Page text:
Resilience is contentment with incomplete jigsaw sets. It is rare enough to be so bored or unsettled as to attempt to open up’s open life and piece together the stills, notes and anecdotes into one coherent picture. Trouble for no obvious gain, a few suspicious witnesses on the sidelines – a game begun often enough but rarely seen to completion, one gets sleepy or restless with these things. Jigsaws are time-consuming, attention demanding and thoroughly antisocial. They often also come with a piece missing, a fact only discovered near the point of completion. Learning how to live as an uncompletable picture is one of the strangest parts of early adulthood.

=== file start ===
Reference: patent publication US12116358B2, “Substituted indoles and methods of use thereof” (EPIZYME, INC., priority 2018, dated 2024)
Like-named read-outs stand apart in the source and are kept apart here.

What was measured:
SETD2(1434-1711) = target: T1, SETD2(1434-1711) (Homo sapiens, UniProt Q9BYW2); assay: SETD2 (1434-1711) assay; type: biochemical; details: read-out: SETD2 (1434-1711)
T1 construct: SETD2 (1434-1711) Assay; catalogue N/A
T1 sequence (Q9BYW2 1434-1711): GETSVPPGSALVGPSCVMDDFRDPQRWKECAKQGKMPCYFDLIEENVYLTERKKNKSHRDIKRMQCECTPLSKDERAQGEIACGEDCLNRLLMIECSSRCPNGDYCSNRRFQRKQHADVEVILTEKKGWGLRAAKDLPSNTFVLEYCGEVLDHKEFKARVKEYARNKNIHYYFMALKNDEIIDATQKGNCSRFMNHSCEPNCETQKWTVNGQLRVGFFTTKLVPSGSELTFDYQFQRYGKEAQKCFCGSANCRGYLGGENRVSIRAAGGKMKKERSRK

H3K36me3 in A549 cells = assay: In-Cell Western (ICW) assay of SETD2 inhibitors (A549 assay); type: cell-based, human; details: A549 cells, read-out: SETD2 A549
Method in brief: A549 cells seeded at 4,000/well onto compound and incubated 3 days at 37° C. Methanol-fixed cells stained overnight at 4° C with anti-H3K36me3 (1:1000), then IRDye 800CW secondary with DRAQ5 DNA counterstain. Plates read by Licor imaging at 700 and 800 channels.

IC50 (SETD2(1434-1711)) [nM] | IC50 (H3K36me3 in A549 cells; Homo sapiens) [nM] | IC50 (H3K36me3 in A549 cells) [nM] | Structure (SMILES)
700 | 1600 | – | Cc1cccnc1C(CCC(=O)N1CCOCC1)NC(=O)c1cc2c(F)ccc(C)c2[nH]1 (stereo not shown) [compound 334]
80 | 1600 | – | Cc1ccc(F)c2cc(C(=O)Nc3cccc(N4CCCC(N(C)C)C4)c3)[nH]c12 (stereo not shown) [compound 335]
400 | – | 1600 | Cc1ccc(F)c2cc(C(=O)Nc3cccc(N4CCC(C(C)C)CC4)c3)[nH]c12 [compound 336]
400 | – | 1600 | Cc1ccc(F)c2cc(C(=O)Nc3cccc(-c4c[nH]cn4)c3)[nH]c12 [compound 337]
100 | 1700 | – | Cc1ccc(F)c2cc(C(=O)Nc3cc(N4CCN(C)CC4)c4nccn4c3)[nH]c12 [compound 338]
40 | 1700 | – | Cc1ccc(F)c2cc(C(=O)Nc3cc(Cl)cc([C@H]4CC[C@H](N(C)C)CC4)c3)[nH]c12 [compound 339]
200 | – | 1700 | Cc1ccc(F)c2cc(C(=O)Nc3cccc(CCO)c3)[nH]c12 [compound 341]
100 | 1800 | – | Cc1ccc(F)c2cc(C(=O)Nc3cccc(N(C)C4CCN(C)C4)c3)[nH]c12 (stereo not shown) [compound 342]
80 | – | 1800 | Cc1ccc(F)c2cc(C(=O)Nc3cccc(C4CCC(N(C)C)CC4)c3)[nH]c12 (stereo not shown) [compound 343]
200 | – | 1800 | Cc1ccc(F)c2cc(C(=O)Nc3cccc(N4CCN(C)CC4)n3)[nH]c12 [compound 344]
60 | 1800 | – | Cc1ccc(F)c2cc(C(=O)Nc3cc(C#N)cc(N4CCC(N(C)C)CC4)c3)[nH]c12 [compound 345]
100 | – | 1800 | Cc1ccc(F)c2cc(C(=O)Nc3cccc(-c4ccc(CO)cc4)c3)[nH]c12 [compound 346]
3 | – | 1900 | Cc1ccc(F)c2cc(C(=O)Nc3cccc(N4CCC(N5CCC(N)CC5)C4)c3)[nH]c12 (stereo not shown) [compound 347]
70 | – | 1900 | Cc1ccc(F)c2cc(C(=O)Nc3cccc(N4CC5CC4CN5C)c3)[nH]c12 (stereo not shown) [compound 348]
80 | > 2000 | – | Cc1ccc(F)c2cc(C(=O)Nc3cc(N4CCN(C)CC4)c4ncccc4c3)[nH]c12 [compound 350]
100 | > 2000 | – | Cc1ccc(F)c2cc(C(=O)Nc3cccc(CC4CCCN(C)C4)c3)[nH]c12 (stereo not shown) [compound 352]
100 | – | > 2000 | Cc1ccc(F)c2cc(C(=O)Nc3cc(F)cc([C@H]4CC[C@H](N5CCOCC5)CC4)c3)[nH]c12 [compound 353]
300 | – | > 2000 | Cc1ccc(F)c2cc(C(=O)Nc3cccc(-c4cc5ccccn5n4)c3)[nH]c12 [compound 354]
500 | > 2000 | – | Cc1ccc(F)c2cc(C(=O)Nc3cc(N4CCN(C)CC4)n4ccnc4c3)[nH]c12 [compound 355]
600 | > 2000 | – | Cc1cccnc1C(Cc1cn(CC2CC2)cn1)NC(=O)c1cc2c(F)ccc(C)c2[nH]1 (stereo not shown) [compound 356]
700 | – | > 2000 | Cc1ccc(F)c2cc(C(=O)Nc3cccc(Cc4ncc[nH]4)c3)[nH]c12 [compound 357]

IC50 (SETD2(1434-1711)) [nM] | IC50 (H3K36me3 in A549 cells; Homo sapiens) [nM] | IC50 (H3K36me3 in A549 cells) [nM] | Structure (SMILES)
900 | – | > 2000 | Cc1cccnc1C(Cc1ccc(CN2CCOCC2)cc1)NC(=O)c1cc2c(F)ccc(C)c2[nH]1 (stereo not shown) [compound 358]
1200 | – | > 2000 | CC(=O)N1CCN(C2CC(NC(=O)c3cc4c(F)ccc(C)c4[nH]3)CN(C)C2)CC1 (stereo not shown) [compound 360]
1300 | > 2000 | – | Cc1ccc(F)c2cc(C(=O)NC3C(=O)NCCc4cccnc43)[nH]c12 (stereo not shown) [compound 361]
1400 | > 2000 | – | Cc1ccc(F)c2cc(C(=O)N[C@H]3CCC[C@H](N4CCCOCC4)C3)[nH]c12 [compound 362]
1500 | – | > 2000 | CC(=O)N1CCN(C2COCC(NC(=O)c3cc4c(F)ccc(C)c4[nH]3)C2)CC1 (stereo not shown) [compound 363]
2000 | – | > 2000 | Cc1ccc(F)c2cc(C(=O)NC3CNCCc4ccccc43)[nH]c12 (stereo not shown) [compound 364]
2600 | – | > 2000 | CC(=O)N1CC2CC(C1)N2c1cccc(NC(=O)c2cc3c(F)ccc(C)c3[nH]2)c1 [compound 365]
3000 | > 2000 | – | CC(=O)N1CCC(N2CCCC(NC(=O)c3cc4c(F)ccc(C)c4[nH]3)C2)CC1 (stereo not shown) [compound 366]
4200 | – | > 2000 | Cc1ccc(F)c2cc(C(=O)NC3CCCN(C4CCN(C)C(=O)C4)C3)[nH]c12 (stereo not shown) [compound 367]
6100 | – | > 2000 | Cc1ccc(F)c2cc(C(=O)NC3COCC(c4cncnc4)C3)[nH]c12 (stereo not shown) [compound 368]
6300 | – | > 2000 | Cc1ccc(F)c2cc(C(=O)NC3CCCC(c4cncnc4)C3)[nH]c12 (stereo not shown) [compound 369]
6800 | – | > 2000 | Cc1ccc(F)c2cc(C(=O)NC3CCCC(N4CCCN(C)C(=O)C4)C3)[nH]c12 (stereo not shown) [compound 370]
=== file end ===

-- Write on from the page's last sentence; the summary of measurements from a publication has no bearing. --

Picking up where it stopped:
One can’t blunder in now with hopes that the final piece will be found beneath, or some angel might scuttle in with the piece between her lips. That’d be crass and, besides, being hardy means above all living with but never making peace with unfortunate circumstances. The psychologists have an answer, one neither false nor true but “whatever’s right for you”, another bad dream of completion. Resilience, or being hardy, is laughter without hope, a fool’s laughter. In practice, it’s an inflexible commitment to developing a meaningful purpose in life, however fictitious the basis of such a purpose; a belief that everything is adjustable and not eventual, that people and places can be changed; and a confidence that every person has the capacity to learn from their experiences. It’s finally the fatalism too that jokes that much of the last sentence is lovely but for only half-true, incomplete.